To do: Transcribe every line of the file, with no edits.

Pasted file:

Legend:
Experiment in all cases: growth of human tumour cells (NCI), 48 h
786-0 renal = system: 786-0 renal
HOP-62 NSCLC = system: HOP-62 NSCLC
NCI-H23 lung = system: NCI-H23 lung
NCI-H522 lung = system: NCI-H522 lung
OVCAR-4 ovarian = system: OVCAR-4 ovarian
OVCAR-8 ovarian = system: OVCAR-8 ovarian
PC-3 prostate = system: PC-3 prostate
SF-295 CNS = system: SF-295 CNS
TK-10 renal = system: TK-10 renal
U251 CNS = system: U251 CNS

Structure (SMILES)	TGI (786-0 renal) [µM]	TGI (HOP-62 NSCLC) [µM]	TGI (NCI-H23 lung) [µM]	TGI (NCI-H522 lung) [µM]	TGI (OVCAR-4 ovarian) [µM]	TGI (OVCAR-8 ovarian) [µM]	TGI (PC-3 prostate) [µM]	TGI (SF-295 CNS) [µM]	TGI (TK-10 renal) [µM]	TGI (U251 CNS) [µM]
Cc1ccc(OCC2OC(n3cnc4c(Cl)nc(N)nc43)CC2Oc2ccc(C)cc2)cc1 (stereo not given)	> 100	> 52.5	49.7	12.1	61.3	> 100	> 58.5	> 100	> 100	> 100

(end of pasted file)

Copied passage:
Legend:
Experiment in all cases: growth of human tumour cells (NCI), 48 h
786-0 renal = system: 786-0 renal
HOP-62 NSCLC = system: HOP-62 NSCLC
NCI-H23 lung = system: NCI-H23 lung
NCI-H522 lung = system: NCI-H522 lung
OVCAR-4 ovarian = system: OVCAR-4 ovarian
OVCAR-8 ovarian = system: OVCAR-8 ovarian
PC-3 prostate = system: PC-3 prostate
SF-295 CNS = system: SF-295 CNS
TK-10 renal = system: TK-10 renal
U251 CNS = system: U251 CNS

Structure (SMILES)	TGI (786-0 renal) [µM]	TGI (HOP-62 NSCLC) [µM]	TGI (NCI-H23 lung) [µM]	TGI (NCI-H522 lung) [µM]	TGI (OVCAR-4 ovarian) [µM]	TGI (OVCAR-8 ovarian) [µM]	TGI (PC-3 prostate) [µM]	TGI (SF-295 CNS) [µM]	TGI (TK-10 renal) [µM]	TGI (U251 CNS) [µM]
Cc1ccc(OCC2OC(n3cnc4c(Cl)nc(N)nc43)CC2Oc2ccc(C)cc2)cc1 (stereo not given)	> 100	> 52.5	49.7	12.1	61.3	> 100	> 58.5	> 100	> 100	> 100